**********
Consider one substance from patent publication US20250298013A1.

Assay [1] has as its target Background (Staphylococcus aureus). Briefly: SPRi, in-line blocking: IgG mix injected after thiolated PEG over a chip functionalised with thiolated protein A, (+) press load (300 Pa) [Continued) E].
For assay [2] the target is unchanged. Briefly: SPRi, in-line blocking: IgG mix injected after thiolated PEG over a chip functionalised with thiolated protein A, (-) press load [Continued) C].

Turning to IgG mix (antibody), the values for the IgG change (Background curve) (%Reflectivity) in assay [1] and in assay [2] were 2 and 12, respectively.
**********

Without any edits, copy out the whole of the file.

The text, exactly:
Consider one substance from patent publication US20250298013A1.

Assay [1] has as its target Background (Staphylococcus aureus). Briefly: SPRi, in-line blocking: IgG mix injected after thiolated PEG over a chip functionalised with thiolated protein A, (+) press load (300 Pa) [Continued) E].
For assay [2] the target is unchanged. Briefly: SPRi, in-line blocking: IgG mix injected after thiolated PEG over a chip functionalised with thiolated protein A, (-) press load [Continued) C].

Turning to IgG mix (antibody), the values for the IgG change (Background curve) (%Reflectivity) in assay [1] and in assay [2] were 2 and 12, respectively.